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June hearing on challenge to WVU Hospitals plan

By Vicki Smith

MORGANTOWN, W.Va. -- A public hearing on Mon General Hospital's challenge to the need for a $248 million expansion of WVU Hospitals has been set for June 12, setting the stage for a possible ruling by November.

The hearing will be held at the Charleston offices of the West Virginia Health Care Authority, where both sides are expected to present several witnesses. Depositions and evidence collection will occur in the meantime.

The hearing is about a month or two sooner than WVU Hospitals had anticipated, President and Chief Executive Officer Bruce McClymonds said Thursday. That means the six-month delay he predicted in March could be shortened, "but not by much."

Assuming a 3 percent inflation rate for construction costs, McClymonds added, every month of delay could add about $600,000 to the project. It currently includes $32 million in financing and other costs, bringing the total proposed investment to $280 million.

If the delays stretch far beyond this fall, WVU Hospitals might have to reconsider the scope of this project.

"But we're not there yet, at all," McClymonds said.

Several years ago, objections by Fairmont General Hospital delayed the eventual construction of United Hospital Center in Clarksburg by three years.

Mon General and its parent company have demanded the authority hold a hearing on whether the WVUH construction is necessary. Mon Health Systems President Darryl Duncan argued that West Virginia's certificate of need process is designed to control costs, improve quality and efficiency, and encourage collaboration.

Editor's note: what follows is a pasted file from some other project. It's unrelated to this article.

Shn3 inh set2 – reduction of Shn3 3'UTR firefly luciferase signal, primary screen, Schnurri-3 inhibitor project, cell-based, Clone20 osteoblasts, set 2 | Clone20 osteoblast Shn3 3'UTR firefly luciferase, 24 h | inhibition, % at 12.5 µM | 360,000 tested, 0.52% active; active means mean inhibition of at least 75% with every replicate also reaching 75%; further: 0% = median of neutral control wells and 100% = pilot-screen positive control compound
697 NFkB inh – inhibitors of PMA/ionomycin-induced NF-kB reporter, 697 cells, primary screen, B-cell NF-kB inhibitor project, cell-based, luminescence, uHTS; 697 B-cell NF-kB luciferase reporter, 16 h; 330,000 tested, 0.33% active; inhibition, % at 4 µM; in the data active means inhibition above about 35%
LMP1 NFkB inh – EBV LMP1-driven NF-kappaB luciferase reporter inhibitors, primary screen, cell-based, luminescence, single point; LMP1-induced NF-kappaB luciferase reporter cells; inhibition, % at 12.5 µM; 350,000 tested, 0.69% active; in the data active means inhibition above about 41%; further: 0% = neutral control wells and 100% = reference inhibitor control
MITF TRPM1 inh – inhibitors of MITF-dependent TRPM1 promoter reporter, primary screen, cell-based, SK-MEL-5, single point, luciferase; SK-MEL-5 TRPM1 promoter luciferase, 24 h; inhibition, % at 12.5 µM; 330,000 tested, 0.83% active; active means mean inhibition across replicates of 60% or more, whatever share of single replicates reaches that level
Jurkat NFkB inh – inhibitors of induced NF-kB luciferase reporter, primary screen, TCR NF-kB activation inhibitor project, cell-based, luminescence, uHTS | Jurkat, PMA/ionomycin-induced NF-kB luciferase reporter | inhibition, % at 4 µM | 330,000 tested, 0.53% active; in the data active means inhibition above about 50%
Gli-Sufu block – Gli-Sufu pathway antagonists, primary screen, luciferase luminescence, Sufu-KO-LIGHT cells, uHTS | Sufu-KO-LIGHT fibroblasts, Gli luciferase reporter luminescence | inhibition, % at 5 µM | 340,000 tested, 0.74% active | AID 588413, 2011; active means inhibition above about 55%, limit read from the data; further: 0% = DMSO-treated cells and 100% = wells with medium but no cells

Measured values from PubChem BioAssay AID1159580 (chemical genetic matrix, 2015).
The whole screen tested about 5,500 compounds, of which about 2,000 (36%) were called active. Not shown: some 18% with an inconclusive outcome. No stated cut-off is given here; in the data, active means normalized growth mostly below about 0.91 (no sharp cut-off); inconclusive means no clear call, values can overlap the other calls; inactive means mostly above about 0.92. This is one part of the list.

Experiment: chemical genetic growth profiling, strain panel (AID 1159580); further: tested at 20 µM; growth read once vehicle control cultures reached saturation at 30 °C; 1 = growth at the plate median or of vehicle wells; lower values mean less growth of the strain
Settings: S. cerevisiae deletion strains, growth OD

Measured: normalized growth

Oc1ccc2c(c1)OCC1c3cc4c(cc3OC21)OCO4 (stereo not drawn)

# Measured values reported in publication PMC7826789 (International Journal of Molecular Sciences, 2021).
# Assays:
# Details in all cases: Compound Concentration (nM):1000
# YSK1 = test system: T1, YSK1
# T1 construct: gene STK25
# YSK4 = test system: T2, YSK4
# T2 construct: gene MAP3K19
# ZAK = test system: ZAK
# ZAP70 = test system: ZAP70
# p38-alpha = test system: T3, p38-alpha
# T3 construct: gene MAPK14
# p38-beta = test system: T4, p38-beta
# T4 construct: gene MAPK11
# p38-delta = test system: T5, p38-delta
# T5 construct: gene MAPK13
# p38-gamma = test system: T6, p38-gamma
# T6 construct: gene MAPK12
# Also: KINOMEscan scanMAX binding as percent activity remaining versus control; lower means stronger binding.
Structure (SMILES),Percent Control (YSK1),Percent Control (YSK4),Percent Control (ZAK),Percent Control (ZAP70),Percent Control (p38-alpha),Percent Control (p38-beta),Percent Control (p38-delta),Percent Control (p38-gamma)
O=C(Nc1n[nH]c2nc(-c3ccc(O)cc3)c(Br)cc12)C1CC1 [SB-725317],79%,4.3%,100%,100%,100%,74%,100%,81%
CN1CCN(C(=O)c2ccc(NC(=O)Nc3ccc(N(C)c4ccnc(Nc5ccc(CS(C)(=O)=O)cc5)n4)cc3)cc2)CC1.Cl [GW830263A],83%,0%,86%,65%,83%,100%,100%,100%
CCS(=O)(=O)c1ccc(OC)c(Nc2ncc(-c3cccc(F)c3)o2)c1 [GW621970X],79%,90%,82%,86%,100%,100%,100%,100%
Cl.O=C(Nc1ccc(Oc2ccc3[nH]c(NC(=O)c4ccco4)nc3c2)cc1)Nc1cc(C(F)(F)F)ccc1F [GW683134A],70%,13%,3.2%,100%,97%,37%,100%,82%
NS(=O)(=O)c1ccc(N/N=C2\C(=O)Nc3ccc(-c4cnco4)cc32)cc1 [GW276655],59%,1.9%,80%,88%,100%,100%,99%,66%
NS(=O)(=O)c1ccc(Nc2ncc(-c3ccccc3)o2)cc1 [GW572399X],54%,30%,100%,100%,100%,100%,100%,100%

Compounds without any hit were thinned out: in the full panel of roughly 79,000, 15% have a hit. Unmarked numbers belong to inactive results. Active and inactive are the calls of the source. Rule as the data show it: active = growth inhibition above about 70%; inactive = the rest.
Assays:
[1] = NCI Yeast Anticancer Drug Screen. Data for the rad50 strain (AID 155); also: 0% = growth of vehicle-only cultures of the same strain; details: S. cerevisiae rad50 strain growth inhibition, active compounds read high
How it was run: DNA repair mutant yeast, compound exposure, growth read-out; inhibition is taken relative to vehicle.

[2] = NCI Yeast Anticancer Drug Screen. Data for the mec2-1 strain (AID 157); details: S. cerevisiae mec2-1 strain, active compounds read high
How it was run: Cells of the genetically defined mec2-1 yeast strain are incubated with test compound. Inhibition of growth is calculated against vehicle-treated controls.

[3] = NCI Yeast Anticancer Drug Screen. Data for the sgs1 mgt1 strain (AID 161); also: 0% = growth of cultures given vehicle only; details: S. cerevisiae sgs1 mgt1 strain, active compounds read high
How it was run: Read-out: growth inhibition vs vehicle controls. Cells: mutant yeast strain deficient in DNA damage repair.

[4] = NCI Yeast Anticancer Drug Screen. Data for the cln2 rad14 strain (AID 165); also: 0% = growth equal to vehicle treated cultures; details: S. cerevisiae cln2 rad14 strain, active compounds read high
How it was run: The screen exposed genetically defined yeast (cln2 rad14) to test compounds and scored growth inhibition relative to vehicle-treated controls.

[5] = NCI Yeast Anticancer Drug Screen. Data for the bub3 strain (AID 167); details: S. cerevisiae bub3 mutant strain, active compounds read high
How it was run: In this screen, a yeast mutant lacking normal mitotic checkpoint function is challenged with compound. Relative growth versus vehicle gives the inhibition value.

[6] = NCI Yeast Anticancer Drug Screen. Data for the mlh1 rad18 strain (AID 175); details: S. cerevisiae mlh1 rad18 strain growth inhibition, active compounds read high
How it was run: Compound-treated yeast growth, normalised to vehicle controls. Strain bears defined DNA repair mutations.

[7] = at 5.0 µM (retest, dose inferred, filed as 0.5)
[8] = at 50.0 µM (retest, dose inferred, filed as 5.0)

But McClymonds said the smaller community hospital rebuffed offers of cooperation.

A Mon General spokesman didn't immediately comment Thursday. The hospital can withdraw its challenge at any time, but McClymonds said he has gotten no indication that will happen.

Meantime, patient admissions and diversions continue-and at a faster rate-at WVU Hospitals, McClymonds said. On Wednesday, not a single bed was available for adult patients. Only WVU Children's Hospital had space.

More than 5,000 patients a year are transferred to WVU Hospitals from other facilities in the region, including more than 200 last year from Mon General. Many need specialty services that only WVU Hospitals can deliver.

The expansion plan calls for adding 139 patient beds, including 15 in the neonatal intensive care unit. While overall deliveries are down in West Virginia, the number of high-risk deliveries is rising.

Obstetrics is one area where the two hospitals compete, and Mon General has a pending certificate of need request for a proposed $6 million expansion of its unit. WVUH has not challenged that request.

WVU Hospitals also wants to expand its emergency department, the Jon Michael Moore trauma center and morgue, and renovate clinical lab space.

 


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